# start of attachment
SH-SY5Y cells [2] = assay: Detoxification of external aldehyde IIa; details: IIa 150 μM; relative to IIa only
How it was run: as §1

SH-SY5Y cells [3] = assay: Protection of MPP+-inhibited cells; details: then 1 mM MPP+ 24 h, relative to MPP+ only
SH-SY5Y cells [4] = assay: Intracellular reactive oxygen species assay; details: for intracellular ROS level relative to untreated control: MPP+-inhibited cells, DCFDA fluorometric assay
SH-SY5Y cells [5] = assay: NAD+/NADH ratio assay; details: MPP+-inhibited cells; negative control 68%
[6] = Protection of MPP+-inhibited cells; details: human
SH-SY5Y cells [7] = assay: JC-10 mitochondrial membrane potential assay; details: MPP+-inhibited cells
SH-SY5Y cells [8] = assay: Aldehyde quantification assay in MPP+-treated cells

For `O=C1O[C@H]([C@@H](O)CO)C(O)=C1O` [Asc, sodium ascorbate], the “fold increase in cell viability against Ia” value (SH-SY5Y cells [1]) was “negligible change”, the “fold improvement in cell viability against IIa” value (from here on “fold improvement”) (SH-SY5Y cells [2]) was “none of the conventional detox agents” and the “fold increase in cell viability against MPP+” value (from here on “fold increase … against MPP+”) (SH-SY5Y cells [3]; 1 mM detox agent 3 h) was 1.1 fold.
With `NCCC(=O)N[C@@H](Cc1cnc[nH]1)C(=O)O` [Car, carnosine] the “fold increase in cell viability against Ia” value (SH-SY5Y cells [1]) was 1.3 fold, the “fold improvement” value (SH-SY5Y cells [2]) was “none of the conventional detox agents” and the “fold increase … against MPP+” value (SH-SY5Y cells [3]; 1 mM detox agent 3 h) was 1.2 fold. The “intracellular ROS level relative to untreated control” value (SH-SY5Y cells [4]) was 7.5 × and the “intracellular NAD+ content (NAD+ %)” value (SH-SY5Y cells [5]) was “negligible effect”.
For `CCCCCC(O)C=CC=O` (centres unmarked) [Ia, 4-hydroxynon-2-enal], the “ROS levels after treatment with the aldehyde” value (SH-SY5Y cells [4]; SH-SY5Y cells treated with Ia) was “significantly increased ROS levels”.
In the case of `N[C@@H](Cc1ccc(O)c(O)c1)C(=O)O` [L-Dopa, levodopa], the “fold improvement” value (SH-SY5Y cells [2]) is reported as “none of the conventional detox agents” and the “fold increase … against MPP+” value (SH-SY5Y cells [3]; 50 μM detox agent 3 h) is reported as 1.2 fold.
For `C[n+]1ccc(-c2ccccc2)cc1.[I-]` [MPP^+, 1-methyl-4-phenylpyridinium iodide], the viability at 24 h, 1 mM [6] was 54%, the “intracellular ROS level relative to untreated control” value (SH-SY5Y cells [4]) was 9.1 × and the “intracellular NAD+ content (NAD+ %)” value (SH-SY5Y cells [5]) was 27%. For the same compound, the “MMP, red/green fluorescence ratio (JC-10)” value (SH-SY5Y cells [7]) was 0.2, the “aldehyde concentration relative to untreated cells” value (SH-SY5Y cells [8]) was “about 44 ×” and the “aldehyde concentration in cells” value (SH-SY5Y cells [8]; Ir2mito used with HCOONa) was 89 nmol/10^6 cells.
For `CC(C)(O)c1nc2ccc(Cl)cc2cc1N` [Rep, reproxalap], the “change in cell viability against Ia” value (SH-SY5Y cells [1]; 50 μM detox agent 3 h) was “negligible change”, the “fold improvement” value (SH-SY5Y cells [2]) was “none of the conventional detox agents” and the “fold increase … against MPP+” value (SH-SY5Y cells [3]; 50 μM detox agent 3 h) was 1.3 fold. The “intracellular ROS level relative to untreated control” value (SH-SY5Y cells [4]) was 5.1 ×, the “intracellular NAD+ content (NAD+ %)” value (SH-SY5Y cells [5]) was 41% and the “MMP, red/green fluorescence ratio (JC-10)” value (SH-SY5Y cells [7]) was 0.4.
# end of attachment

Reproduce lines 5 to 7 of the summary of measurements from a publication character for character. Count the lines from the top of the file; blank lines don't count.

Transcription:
SH-SY5Y cells [5] = assay: NAD+/NADH ratio assay; details: MPP+-inhibited cells; negative control 68%
[6] = Protection of MPP+-inhibited cells; details: human
SH-SY5Y cells [7] = assay: JC-10 mitochondrial membrane potential assay; details: MPP+-inhibited cells